Rye bread is a staple Icelandic food that is usually served with butter before meals or as a meal itself topped with salmon and cream cheese. Find the best local bakery in town to get a taste of this soft, spongy bread or pay a visit to the Laugarvatn Wellness Resort and Geothermal Bakery where the bread is baked buried next to a geyser. No matter how you choose to eat rye bread in Iceland, it will be a truly phenomenal experience.
Icelandic Food: 5 Best Food Tours
1. Reykjavik Food Lovers Tour
If you only have time for one tour in Reykjavik then this is it. With at least ten traditional foods to try, there is zero chance of going hungry on the Reykjavik Food Lovers Tour. Walk around the city with a guide who knows the traditions behind each dish. Get insights into what the Vikings ate and learn how people survived harsh winters. This 5-star rated tour transports you into the past while bringing you up to date with modern eating habits.
2. Reykjavik Beer & Booze Tour
Beer-lovers will have a blast on the Reykjavik Beer & Booze Tour as guests bar hop to try one beverage after another. This tour makes for a great night out with your buddies where you can meet other travelers. There will be no shortage of alcohol to try because ten unique Icelandic craft beers are on the agenda or a tasting of five snaps for those who like it strong. Learn fun facts along the way like how Iceland banned beer for over 70 years.
3. Taste of Nature in West Iceland
For those who like to combine food with landscapes, you are in for a real treat on the Taste of Nature in West Iceland Tour. West Iceland is blessed with incredible nature like volcanic peaks, majestic waterfalls and jaw-dropping valleys. Savor these views by enjoying a delicious lunch consisting of fresh local produce and delicacies. You will even get to visit a farm to see how traditions of old combine with modern innovations.
4. How Skyr Is Made: A West Iceland Food Adventure
Visit the Erpsstadir Creamery where you can see how Skyr is made the traditional way. This family-run dairy farm milks cows under the best conditions. Taste the freshest Skyr in all of Iceland at this creamery, enjoy lunch at the farm restaurant and hike to the top of an ancient crater nearby. The How Skyr Is Made: A West Iceland Food Adventure lasts for eight hours in total and it will surely be a highlight of your Icelandic journey.
5. Cook and Dine – Icelandic Cooking Class
Rounding off the best food tours in Iceland is the Cook and Dine – Icelandic Cooking Class with Your Friend in Reykjavik. Chefs of all skill levels are welcomed to try their hand at cooking Icelandic cuisine. Be supervised by a real chef who will help you prepare and plate a gourmet meal. Sip on wine while you sample specialties like Atlantic wolffish, Arctic char, homemade rye bread and a few other delectable dishes.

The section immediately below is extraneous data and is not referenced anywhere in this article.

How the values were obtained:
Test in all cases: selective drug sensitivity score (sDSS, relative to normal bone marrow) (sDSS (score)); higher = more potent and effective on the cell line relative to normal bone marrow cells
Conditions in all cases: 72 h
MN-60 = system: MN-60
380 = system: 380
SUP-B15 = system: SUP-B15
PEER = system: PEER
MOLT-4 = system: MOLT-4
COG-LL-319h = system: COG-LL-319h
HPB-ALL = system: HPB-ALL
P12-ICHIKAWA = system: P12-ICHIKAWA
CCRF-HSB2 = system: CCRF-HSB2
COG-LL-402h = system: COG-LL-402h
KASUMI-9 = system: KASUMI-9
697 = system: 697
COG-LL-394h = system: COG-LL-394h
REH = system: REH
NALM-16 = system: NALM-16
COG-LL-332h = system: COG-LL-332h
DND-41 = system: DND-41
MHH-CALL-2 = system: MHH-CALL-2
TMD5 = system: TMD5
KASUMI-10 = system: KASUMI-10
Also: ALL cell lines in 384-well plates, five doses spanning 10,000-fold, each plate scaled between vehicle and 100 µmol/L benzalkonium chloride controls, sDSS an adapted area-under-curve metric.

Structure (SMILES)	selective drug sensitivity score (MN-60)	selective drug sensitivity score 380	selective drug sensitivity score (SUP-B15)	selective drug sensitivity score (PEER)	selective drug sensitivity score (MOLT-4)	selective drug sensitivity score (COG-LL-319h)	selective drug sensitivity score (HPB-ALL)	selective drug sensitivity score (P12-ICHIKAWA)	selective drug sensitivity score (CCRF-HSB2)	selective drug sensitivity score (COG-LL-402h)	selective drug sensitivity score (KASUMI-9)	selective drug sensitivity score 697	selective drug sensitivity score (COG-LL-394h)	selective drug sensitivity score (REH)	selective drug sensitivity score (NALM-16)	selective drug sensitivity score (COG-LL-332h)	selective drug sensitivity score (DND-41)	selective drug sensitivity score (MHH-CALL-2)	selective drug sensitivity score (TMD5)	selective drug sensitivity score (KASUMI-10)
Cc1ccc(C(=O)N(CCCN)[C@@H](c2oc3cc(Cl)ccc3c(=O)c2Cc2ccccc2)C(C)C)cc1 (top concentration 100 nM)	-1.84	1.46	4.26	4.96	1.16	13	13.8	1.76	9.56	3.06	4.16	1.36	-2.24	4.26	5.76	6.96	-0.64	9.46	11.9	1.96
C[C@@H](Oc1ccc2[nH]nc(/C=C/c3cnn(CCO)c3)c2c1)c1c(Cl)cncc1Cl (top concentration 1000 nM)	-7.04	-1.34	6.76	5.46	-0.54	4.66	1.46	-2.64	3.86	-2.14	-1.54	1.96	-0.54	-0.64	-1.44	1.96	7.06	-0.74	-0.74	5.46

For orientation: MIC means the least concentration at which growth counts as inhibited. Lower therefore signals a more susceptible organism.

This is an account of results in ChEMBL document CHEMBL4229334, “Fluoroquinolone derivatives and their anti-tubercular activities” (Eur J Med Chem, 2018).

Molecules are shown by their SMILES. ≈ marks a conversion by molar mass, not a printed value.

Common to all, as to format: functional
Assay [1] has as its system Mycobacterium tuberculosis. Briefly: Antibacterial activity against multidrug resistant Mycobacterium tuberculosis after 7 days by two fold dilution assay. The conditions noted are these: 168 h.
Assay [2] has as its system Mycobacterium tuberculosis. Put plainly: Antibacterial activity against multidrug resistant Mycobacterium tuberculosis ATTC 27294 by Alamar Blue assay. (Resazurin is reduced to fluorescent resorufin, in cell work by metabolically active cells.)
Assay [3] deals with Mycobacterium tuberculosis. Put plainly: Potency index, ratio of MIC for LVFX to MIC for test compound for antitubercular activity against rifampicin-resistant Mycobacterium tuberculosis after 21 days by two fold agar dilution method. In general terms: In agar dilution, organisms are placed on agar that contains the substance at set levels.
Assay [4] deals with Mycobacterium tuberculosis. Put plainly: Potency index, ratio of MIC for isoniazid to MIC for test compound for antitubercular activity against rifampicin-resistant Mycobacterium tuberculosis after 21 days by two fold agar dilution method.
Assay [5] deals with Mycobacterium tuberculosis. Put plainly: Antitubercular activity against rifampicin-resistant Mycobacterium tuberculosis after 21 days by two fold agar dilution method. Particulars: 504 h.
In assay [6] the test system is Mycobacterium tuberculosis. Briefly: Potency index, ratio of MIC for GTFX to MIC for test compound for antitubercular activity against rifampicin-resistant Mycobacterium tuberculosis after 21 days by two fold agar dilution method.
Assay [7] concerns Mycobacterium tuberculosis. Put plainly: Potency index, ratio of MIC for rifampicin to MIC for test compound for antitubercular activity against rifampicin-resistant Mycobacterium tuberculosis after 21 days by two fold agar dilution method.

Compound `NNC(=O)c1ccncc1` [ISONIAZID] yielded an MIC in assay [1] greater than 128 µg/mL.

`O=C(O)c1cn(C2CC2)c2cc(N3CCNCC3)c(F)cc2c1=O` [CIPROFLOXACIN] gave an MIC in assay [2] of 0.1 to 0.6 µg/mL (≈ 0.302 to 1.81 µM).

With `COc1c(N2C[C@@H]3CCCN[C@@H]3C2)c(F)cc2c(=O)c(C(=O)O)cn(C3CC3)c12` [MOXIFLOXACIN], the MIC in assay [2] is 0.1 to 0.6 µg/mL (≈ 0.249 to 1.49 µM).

Final Tip: Try Fermented Shark
You can’t come all the way to Iceland without trying fermented shark – what Anthony Bourdain called the most disgusting thing on earth. The reality is that Hakarl is not as bad as it sounds. Icelanders have been eating it for centuries because the long winters required innovative methods of preserving food. It turned into a delicacy but it’s not that widely consumed today. Try it on the Reykjavik Food Lovers Tour if you would like.
Rest assured that tourists won’t try the most pungent version of fermented shark which is usually only eaten by older generations in Iceland. There are also some time-tested tactics that you can use to ensure you don’t gag in the process. Pinch your nose to stop the smell and wash it down with a shot of Brennivin (Icelandic alcohol). If you follow those strategies and only consume a little bit then you should be able to stomach it.
The stronger versions have been compared to a “urine filled mattress” but don’t worry the milder versions tend to be only faintly fishy. The texture is chewy and often it leaves a “memorable” aftertaste for a few hours. But apart from that, fermented shark is a fun experience that everyone should tick off their bucket list. Traveling is all about creating new stories to share with others – so why not try Hakarl and share the tale with your friends?